Switching vs Routing : How to know if a packet will get switched or routed

Given a packet, can you tell, if it will get switched or routed ? What algorithm will you use.

To understand this, let us dig into what happens during switching and routing.

Switching happens in the same network. And routing works across the network.

The fundamental concept for Switching is it works at Layer 2 (L2) and Routing works at Layer 3 (L3) of the networking stack.

For switching to happen L2 lookup is necessary. The L2 data (for ethernet) present in the packet header includes Destination MAC, Source MAC, VLAN etc.

For routing to happen L3 lookup is necessary. The L3 data present in the packet header includes Source Ip, Destination Ip etc.

But when will L3 lookup happen ?

After L2 lookup matches then L3 lookup starts (Similarly, after L3 lookup matches then L4 lookup will start and so on, for the entire network layers)

Switching / L2 Lookup

When the packet arrives on a port, the destination MAC address present as a part of the packet header is matched against the MAC address of the port on which this packet is received.

If the Destination MAC address present in the packet header is same to the MAC address of the port on which this packet is received, the packet has reached its destination when Layer 2 is concerned. The packet can now proceed for L3 lookup.

But what will happen if the packet’s destination MAC does not match with the MAC address of the port on which it is received ?

Then, the MAC address table lookup happens. The MAC address table, is a table that has the following key fields (or columns). Let us take an example

mac address table
MAC Address Table key fields

The above tables tells that MAC aa:00:bb:00:cc:00 is learnt on port 1/1/1 and belongs to VLAN 10. Or in other words, to reach destination MAC aa:00:bb:00:cc:00 use port 1/1/1 as the egress port for all packets part of VLAN 10.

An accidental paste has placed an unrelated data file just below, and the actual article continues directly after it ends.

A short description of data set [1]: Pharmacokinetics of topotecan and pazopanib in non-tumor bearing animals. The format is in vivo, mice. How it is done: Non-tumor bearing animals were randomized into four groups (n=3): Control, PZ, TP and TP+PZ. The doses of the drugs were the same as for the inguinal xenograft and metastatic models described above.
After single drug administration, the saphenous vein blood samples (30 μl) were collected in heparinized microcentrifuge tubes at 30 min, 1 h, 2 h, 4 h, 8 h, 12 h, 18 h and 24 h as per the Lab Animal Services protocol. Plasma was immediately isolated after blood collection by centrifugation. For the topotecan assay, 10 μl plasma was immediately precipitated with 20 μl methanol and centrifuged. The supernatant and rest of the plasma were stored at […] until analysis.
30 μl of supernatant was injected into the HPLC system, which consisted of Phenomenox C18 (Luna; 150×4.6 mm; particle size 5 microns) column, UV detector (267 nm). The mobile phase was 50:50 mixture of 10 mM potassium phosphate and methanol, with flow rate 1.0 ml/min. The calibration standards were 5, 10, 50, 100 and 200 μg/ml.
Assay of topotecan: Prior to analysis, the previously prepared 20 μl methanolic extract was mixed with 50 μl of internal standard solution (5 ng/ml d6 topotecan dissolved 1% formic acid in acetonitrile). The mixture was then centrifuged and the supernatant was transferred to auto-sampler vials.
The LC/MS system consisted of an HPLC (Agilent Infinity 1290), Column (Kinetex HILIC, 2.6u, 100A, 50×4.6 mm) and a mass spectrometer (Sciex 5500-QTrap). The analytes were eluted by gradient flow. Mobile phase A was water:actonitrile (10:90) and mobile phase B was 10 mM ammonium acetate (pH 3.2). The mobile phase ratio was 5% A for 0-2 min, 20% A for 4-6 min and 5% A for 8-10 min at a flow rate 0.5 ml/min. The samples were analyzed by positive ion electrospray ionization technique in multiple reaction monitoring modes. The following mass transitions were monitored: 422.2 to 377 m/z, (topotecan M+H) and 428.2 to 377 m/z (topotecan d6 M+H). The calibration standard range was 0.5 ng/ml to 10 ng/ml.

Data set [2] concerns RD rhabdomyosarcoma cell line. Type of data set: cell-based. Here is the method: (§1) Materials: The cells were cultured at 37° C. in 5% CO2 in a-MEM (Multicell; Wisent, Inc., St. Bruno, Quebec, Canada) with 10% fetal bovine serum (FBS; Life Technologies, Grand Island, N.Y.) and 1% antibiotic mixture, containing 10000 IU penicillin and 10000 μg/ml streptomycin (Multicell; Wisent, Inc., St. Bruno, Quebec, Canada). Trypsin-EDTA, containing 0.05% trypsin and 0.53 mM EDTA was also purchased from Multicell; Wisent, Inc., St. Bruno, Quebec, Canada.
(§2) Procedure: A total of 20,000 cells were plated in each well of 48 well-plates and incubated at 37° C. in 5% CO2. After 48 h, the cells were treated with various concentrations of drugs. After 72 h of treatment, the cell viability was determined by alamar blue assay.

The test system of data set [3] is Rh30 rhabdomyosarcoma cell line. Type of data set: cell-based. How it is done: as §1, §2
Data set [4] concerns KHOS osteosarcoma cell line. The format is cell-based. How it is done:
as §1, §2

As the MAC is learnt so the type is “dynamic”. On the other hand if administrator configures the above table entry manually then the type becomes “static”.

So when MAC table lookup happens, the destination MAC specified in the packet header matches with an entry in the MAC address table, for the same vlan, then the packet is forwarded to that port. In other words, this is switching.

Routing / L3 Lookup

As discussed above, L3 lookup will happen after L2 match is found – that is when the destination MAC of the packet matches with the mac address of the port on which it is received.

Now it can go ahead for L3 lookup and see if the Destination IP present in the packet header also matches with the IP address of the port where the packet is received. (Or it can be a L3 virtual port as well, example a SVI – switch virtual interface, which is essentially is a L3 VLAN port ).

If the above matches, the packet has reached the final destination. If it does not match, then Routing table lookup happens and the packet gets routed to another network. In other words, routing takes place.

So to answer the question “what decides if a packet will get switched or routed” as you can see it all dependents on the Destination MAC.

So if the packet has not yet reached its destination MAC, switching happens. If packet has reached the destination MAC, it checks to see if routing is necessary.

How does a switch know if a packet is VLAN tagged or untagged

When a packet arrives in the port how does the switch know what is the VLAN tag in that packet. In other words what VLAN does that packet belong ?